Continuing to discuss James Raggi's recent topic of Good and Evil in RPGs, I'd like to support his point about separating morality from divinity by pointing out how unrealistic a battle of Good versus Evil is. No, I don't mean that there is no Good and Evil, or that there has never been any battle between them. What I mean is that the whole concept of a battle between Good and Evil, in their capitalized forms, is not only somewhat inconsistent with a sword & sorcery aesthetic, it's a comparatively recent idea.
D&D and several other fantasy RPG settings are sort of a mish-mash of medieval-era and classical-era ideas. Although the technology, politics, and culture are medieval in flavor, the fantastic elements seem to mostly come from classical myth and legend; clerics and elementals are the most medieval of the fantastic elements in the original rules, with the rest -- magic scrolls and swords, dwarves, elves, most of the monsters and magic -- coming from Greek, Roman, Celtic, and Germanic pre-Christian sources, sometimes by way of later literary works like Tolkein. In particular, D&D chooses polytheism as its religious model instead of monotheism.
And yet, the battle of Good and Evil comes mainly from monotheism. The Zoroastrians are the first to propose a moral battle between supernatural forces as an explanation for events of history and everyday life. The Hebrews absorb this concept into their religion after the Persians liberate them from Babylon; from there, the concept drifts into a couple fringe cults of Judaism, including one that becomes Christianity. This new form of Judaism breaks out into the rest of the world by focusing on Gentiles, and eventually one such Christian of the Arian sect founds a new offshoot, Islam. These two together come to dominate most of the world.
Polytheists, in contrast, did not believe in Evil as a huge, immanent supernatural force. There were terrifying acts of the gods, the same gods who could also give boons. There was sacrilege, blasphemy, oath-breaking, and the breaking of taboos by foolhardy human beings. The closest the ancients come to Evil are embodiments of chaos, such as Apep or Ymir or Tiamat or Typhon; Chaos is not so much immoral as dangerous and destructive and thus needing to be controlled.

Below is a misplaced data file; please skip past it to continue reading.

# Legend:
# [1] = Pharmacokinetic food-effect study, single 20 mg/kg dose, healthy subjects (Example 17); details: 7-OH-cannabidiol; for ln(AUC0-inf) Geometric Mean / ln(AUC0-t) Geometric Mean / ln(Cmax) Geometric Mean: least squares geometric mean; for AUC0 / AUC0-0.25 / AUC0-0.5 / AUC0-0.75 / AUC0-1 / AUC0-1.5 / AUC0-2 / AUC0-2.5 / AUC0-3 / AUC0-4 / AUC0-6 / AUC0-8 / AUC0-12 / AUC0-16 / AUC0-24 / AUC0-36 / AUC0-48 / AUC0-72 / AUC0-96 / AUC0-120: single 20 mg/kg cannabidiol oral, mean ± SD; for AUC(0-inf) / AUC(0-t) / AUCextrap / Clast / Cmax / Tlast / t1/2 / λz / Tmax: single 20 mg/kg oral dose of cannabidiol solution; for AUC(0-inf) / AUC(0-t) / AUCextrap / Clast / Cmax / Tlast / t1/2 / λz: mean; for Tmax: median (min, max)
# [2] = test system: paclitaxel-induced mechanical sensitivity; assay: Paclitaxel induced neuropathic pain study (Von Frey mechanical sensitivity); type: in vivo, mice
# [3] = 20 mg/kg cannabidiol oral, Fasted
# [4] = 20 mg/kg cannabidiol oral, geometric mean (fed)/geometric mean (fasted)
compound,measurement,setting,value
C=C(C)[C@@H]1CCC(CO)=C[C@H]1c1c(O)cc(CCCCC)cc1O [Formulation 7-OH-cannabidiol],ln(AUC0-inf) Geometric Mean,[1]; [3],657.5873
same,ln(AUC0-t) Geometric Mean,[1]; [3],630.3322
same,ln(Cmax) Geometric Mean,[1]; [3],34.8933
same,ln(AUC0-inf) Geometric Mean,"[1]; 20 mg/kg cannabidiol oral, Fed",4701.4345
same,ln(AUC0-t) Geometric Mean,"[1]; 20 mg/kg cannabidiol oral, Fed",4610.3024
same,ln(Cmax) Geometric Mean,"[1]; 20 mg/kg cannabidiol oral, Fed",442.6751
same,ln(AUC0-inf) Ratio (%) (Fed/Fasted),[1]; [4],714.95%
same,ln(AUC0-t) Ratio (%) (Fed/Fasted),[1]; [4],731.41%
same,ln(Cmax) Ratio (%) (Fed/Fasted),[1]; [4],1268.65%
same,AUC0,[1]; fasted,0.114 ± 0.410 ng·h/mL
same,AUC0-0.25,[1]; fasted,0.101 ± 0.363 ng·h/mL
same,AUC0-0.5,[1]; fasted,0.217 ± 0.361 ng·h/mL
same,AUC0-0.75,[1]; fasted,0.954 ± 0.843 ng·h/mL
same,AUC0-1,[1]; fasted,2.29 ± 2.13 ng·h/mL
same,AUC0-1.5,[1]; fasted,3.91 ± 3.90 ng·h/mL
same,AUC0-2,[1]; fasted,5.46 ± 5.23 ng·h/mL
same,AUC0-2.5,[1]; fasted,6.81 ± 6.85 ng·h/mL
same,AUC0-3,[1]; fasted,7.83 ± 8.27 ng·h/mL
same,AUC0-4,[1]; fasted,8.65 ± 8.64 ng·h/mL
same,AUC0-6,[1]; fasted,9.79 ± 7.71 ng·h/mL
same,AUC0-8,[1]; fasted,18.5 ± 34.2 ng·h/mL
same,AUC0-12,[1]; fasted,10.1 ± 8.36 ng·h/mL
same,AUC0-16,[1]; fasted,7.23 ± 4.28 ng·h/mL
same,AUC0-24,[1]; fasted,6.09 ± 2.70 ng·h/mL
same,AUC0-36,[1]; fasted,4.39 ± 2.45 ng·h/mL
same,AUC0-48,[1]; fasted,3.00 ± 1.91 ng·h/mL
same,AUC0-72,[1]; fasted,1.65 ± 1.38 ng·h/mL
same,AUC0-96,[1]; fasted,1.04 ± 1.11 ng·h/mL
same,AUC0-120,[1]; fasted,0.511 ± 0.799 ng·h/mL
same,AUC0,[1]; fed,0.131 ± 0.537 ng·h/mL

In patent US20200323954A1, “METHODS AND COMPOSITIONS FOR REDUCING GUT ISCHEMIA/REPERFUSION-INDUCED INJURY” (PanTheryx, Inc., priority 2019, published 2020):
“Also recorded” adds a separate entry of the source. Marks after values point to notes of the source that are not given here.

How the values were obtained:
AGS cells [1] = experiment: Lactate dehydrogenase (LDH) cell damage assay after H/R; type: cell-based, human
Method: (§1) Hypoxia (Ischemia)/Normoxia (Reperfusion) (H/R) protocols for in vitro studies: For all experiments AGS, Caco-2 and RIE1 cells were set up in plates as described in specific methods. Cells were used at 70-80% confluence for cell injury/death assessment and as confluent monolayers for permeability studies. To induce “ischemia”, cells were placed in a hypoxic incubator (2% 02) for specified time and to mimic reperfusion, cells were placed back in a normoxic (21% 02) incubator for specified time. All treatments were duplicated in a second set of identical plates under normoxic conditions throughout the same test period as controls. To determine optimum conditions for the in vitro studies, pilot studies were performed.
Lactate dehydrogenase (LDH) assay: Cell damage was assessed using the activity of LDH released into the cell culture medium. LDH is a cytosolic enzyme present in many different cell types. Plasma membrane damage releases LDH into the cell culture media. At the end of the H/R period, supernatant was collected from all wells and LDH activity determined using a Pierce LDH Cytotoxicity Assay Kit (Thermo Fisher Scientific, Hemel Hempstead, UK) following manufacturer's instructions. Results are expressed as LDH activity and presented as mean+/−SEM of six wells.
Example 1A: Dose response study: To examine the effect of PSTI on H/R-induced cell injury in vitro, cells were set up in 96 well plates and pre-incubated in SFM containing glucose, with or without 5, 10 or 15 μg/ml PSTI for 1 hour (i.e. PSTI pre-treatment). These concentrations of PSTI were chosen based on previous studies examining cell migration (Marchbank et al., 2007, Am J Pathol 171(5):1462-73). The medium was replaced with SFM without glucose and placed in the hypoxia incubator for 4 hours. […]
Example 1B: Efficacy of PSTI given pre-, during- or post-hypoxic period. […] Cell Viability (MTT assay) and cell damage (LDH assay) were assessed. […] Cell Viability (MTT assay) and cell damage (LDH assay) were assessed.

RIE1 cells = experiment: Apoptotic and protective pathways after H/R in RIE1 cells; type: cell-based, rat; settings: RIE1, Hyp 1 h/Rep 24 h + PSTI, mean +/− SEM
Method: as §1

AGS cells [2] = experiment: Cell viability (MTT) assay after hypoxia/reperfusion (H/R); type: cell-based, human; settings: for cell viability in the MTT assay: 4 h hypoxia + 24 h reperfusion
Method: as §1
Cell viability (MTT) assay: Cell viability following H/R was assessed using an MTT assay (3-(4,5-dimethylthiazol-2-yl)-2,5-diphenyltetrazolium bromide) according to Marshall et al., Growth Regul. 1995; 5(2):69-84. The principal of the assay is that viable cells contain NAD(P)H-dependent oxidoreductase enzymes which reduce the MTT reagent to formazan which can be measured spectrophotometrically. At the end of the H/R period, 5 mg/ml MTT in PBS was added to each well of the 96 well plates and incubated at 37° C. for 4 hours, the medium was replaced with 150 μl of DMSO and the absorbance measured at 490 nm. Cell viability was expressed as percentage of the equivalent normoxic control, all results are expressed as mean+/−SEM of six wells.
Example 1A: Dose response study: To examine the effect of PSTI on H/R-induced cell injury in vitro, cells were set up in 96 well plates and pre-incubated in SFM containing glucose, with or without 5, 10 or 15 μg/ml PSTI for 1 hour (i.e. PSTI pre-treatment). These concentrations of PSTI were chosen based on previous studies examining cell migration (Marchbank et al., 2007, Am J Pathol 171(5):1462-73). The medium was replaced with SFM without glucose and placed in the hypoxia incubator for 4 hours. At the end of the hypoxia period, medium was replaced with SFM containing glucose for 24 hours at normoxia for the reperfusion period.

Polytheists did not even believe in Good as a huge, immanent supernatural force. The first "good" is lowercase, in the form of good fortune or material blessings. The next "good" is virtue, which stems from piety and respect towards the supernatural combined with social graces that promote good fortune and material blessings, the first "good". The ancients do not talk about aligning yourself with Good, but with leading a good life.
My feeling on this, then, is that if I want to have a polytheistic culture and a more fantastic, classical-style setting, I should stay away from Cosmic Good and Cosmic Evil and instead focus on more mundane versions of good and evil. Of course, there's another side to this coin, which I will deal with my next installment.